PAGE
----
Am I Dependent on Methadone?
If you’ve been in methadone treatment for months or years, you’ve likely come to rely on methadone in terms of its ability to keep drug cravings and withdrawal effects at bay. Considering how heroin or prescription opiates can produce these same effects, it only stands to reason that maybe you’ve become dependent on methadone, or rather traded one form of dependence for another.
The truth of the matter is, in some respects the body does become dependent on methadone’s effects, but not in the same way the body depends on heroin or prescription opiates. Understanding methadone’s role in the recovery process and how it works can go a long way towards relieving any worries you may have concerning methadone dependence.
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Methadone’s Role as an Opiate Addiction Treatment Drug
During the course of a developing addiction, opiates wear away at the brain’s structural and chemical makeup. Since the brain’s neurotransmitter chemical processes regulate the body’s major systems, growing chemical imbalances start to cause all types of physical and psychological problems.
These changes account for why it’s so hard to stay drug-free after stopping drug use.
According to the Missouri Department of Mental Health, methadone acts as a type of medication therapy, supporting normal chemical processes and restoring a healthy brain chemical balance.
Methadone’s Intended Effects
Methadone actually belongs to the same class of drugs as heroin and prescription opiate drugs like fentanyl and oxycodone. Unlike these other addictive substances, methadone is specifically formulated to produce controlled effects.
Methadone’s effects work to treat and support damaged neurotransmitter-producing brain cells by helping cells produce stable levels of neurotransmitter chemicals. It does this without producing a “high” effect, so it’s addiction potential runs considerably lower than other opiate-type drugs.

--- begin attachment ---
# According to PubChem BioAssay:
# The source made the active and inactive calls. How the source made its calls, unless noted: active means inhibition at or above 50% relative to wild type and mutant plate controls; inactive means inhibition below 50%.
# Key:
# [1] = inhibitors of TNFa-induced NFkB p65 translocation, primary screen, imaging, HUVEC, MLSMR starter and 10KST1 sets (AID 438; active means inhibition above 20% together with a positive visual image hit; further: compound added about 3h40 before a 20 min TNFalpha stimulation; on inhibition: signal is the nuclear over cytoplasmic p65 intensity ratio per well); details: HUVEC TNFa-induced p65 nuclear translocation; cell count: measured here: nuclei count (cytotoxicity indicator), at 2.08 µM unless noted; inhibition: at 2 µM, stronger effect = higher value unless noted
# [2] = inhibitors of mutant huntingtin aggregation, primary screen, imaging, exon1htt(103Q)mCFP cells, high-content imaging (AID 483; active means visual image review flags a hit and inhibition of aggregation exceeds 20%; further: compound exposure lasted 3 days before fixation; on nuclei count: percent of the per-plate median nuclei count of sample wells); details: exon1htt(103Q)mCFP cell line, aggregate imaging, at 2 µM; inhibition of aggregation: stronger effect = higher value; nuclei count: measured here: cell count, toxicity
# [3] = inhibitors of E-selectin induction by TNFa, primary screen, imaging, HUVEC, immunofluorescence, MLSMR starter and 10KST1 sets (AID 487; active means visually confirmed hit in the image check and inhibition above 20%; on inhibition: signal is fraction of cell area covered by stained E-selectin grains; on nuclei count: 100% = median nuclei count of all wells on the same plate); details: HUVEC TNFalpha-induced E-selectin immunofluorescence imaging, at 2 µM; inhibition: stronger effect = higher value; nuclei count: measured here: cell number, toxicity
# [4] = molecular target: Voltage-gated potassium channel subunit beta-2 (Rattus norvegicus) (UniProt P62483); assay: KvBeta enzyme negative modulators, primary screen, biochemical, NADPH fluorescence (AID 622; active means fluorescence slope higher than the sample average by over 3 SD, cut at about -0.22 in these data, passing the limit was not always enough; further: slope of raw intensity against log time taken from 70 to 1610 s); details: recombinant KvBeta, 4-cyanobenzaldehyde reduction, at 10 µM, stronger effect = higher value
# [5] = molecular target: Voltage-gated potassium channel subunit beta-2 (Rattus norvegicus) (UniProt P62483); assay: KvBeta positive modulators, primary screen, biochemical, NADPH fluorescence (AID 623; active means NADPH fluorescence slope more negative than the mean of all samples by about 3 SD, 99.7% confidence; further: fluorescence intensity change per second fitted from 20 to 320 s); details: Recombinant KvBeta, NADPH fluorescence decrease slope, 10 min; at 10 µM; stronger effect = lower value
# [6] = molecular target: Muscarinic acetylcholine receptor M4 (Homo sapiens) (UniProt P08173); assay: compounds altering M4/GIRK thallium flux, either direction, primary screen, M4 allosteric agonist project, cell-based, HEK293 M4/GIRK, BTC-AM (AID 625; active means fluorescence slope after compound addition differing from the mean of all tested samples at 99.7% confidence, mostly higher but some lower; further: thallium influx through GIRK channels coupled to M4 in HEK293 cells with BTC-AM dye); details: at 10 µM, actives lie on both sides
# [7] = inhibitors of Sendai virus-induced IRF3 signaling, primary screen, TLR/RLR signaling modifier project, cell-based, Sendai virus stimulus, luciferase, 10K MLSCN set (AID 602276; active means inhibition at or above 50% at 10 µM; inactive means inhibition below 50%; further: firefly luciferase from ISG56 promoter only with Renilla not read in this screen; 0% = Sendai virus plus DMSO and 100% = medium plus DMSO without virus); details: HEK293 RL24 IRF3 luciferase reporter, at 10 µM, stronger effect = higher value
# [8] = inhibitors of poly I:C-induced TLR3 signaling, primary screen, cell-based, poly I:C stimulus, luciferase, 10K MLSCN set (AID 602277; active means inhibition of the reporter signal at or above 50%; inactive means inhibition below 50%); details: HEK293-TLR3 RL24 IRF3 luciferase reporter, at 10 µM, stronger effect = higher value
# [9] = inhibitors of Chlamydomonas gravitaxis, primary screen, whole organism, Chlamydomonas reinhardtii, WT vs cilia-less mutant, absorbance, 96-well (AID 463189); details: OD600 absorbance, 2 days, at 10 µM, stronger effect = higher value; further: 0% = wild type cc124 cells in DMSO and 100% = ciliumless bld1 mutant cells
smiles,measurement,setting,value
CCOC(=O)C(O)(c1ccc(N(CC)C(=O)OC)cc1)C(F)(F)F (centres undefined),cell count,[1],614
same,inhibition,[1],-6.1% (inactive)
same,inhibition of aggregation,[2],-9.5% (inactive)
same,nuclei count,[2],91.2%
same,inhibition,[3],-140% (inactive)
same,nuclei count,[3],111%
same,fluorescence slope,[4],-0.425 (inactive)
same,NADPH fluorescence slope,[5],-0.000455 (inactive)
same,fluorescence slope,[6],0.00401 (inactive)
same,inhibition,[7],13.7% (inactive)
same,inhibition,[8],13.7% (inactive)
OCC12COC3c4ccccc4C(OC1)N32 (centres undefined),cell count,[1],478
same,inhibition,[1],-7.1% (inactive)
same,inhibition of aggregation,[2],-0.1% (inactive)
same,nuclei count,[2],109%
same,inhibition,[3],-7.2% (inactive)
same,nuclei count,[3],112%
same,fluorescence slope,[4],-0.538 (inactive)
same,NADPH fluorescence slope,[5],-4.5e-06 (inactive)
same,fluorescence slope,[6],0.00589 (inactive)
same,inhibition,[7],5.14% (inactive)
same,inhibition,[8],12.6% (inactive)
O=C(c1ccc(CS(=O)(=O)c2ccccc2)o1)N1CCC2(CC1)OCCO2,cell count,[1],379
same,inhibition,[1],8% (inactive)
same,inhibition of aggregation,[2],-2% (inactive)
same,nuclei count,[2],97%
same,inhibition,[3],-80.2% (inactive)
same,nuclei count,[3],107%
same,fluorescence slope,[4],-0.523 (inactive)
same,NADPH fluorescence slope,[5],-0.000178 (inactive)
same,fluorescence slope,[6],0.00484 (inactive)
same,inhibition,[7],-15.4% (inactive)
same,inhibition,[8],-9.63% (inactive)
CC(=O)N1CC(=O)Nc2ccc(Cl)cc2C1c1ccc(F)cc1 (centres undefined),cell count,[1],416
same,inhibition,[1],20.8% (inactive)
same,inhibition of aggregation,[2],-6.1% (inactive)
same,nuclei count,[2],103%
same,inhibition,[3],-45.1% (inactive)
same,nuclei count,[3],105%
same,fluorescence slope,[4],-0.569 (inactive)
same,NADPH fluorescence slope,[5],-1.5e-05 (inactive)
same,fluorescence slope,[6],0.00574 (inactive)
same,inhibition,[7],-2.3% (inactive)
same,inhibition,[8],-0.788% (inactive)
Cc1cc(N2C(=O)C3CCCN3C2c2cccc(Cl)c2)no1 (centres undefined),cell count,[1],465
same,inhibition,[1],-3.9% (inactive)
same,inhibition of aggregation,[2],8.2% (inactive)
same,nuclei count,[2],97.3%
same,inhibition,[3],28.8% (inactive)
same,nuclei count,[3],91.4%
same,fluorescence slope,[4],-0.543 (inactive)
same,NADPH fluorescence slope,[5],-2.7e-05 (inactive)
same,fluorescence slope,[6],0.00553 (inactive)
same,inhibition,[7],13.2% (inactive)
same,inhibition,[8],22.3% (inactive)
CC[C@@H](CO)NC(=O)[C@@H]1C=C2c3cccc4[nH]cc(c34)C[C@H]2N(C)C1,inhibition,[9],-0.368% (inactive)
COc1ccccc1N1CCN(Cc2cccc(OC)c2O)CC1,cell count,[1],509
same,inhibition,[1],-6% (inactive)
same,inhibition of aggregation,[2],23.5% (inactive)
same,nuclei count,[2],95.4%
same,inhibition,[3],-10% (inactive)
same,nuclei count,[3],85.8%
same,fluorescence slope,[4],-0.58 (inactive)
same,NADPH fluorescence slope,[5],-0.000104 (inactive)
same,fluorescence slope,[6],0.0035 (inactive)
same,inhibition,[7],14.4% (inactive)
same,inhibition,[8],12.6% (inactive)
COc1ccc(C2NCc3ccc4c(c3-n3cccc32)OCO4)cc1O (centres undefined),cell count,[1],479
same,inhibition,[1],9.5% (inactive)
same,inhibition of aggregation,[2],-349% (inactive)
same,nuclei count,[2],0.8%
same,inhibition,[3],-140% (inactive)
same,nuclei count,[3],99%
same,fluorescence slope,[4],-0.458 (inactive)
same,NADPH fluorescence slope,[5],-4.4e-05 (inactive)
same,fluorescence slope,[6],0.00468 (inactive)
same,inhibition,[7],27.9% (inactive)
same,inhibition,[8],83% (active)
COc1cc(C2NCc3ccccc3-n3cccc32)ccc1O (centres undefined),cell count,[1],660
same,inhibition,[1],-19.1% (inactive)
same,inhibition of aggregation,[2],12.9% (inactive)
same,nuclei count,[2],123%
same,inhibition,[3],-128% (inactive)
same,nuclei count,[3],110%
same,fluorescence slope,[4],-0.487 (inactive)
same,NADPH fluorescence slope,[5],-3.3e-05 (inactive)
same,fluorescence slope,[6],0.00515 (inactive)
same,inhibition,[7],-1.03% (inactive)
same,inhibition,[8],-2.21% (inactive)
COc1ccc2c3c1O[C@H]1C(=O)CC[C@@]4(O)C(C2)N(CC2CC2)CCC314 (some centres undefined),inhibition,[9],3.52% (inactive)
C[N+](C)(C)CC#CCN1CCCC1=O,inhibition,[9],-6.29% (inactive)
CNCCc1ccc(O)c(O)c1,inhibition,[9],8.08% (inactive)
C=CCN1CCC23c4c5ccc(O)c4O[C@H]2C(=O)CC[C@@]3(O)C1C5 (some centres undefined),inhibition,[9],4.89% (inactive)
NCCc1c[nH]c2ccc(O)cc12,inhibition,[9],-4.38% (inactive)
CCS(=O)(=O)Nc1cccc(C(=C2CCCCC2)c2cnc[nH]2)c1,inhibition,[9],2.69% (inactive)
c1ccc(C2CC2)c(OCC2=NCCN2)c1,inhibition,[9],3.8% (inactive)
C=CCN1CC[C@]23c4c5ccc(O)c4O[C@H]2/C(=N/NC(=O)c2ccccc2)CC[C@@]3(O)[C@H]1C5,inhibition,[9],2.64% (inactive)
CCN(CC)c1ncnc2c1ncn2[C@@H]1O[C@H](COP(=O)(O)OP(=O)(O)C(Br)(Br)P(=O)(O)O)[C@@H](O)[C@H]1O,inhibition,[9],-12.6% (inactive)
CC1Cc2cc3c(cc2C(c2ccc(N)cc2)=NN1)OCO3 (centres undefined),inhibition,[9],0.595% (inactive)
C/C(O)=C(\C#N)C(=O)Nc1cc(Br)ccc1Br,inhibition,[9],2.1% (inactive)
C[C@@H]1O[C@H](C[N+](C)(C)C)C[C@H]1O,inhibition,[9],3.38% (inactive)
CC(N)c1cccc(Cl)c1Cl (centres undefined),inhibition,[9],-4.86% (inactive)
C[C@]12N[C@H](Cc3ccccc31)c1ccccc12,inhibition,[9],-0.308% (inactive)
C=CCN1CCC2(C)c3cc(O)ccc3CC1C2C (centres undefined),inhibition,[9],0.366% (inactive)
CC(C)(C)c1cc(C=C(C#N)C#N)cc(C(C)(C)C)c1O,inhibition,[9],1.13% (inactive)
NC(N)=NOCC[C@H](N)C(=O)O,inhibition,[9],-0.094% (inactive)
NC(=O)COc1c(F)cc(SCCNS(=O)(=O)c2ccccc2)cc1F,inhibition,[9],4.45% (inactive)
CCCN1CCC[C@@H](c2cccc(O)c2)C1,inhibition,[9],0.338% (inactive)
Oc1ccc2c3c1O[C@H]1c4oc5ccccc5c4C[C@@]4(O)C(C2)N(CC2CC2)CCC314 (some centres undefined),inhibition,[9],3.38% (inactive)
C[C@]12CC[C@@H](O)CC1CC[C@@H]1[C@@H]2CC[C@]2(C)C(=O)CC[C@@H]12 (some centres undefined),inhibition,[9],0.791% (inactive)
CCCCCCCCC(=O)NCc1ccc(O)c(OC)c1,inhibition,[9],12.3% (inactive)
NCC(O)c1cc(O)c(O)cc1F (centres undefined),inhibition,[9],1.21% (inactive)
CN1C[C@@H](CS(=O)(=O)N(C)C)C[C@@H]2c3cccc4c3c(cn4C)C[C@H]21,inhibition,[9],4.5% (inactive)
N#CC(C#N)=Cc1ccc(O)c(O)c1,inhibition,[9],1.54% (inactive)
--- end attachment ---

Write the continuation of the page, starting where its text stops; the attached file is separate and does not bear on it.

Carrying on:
Methadone’s mechanism of action accounts for why it’s able to relieve drug craving and withdrawal effects.
Being Dependent on Methadone vs. Addicted to Opiates
Since stopping methadone altogether will most definitely bring on uncomfortable withdrawal and cravings effects, the brain and body do form a type of dependence on methadone’s effects. It helps to keep in mind though that methadone’s physical effects also help put an end to compulsive drug-using behaviors, according to the Journal of Addiction Science & Clinical Practice.
In essence, being able to stop compulsive drug use gives you a considerable advantage when it comes to overcoming addiction-based behaviors, most especially compulsive drug use. In this respect, being dependent on methadone pays off in dividends in terms of its ability to treat uncomfortable withdrawal and cravings effects as well as treat the addiction problem.
When to Consider Discontinuing Methadone Treatment
Methadone should only be used for as long as you need help controlling cravings and withdrawal effects. As methadone programs also offer behavior-based treatment interventions, once you’ve reached a point where healthy coping behaviors have become a natural part of your daily lifestyle, it may be time to speak with your doctor about discontinuing methadone treatment.